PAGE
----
The rising paradox between tech & gender - what it means for brands?
An event hosted by Landor and chaired by Nick Foley, Regional President of Landor SEAPJ, shed light on the role that brands can play in weeding out gender stereotypes
Published - 03-December-2018
It’s a fact well-witnessed that advances in digital technology and robotics are occurring faster than ever before. Artificial intelligence (AI) is influencing and transforming lives and behaviors in a plethora of ways. While many of these changes are exciting and help propel us forward, this new wave of pervasive technology has also created an unavoidable tension when viewed through the lens of gender. An event hosted by Landor shed light on the above issue and on the role that brands can play in weeding out such stereotypes.
Deepali Naair, Director of Marketing, IBM India & SA, Falguni Nayar, CEO, Nykaa, Garth Viegas, Director of Insights, TATA Global Beverages and Jaimit Doshi, EVP, Kotak Securities came together to discuss tech, gender and brands. The panel was chaired by Nick Foley, Regional President, Landor SEAPJ. Landor Mumbai’s Lulu Raghavan set the stage for the discussion by addressing interesting questions like whether we risk making AI sexist.
Raghavan hinted on how Apple’s Siri—which means “beautiful woman who leads you to victory”—and Amazon’s Alexa are not only digital personifications of women, they embody old-world female roles: women as domestic servants available to submit to every command they are given.
However, she shared that some brands have already begun to move away from gender stereotypes. “Google’s Assistant, for instance, which has no human name and now has gender options available. Or consider Accenture, a company that plays an active part in increasing women’s involvement in the fields of science, technology, engineering, and mathematics (STEM). It runs key initiatives to increase investment in STEM and attract, recruit, develop, and retain women that work in these roles,” Raghavan shared.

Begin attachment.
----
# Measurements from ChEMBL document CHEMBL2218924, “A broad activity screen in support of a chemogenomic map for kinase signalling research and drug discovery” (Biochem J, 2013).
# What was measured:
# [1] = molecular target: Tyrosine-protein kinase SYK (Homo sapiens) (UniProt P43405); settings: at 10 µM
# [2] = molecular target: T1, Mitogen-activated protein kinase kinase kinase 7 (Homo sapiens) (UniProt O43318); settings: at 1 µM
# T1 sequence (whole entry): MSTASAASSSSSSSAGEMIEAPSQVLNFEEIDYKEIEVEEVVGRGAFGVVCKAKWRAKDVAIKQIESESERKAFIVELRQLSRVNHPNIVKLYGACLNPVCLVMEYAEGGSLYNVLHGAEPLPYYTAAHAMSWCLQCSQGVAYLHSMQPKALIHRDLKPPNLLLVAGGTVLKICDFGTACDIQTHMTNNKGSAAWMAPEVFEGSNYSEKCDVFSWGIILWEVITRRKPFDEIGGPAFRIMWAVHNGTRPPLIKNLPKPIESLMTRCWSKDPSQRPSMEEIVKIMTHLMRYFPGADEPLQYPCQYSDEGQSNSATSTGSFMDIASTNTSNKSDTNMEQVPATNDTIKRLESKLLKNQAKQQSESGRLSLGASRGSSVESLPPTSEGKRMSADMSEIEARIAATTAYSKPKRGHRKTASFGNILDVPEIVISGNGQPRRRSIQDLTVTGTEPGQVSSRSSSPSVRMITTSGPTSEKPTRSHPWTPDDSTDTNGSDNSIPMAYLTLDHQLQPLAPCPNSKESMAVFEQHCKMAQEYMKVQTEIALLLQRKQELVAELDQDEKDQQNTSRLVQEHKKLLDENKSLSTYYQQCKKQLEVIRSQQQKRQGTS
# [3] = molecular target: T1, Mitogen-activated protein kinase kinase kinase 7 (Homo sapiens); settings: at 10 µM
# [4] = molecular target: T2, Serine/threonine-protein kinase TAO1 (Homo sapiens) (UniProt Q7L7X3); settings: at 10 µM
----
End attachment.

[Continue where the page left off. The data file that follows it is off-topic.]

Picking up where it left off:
Experts pointed out that gender stereotypes have been embedded in the society through the most basic aspects. Giving an example, Naair said, "AI systems are only as good as the data we put into them. Bad data can contain implicit racial, gender, or ideological biases. Many AI systems will continue to be trained using bad data, making this an ongoing problem. At IBM, we believe that bias can be tamed and that the AI systems that will tackle bias will be the most successful. Research shows that the challenge facing us today is that more than 180 human biases have been defined and classified, and any one of which can affect how we make decisions."
According to Viegas, we have lived with gender stereotypes all these years so dispelling these in a short period of time is a challenge. He advises, "As brand marketers, we live to build brands and brands with personalities. What I can do is understand the nuances of gender-stereotype and do away with it for my brand."
Naair opined that a smart woman sitting at home versus a man sitting at home is looked very differently which are things that need to change. Jaimit was quick to point out that they see that young women are coming to their platform and being independent. When their income rise and they have a surplus, they will be independent which is a welcome change," revealed Doshi.
Speaking about AI at risk of being sexist, experts concluded that brands must train their AI with more responsibility. They contended that advertising decisions can be biased because of unconscious, preconceived notions about gender roles but they need to be upfront with their consumers, steer away from these stereotypes and stay honest and relevant.
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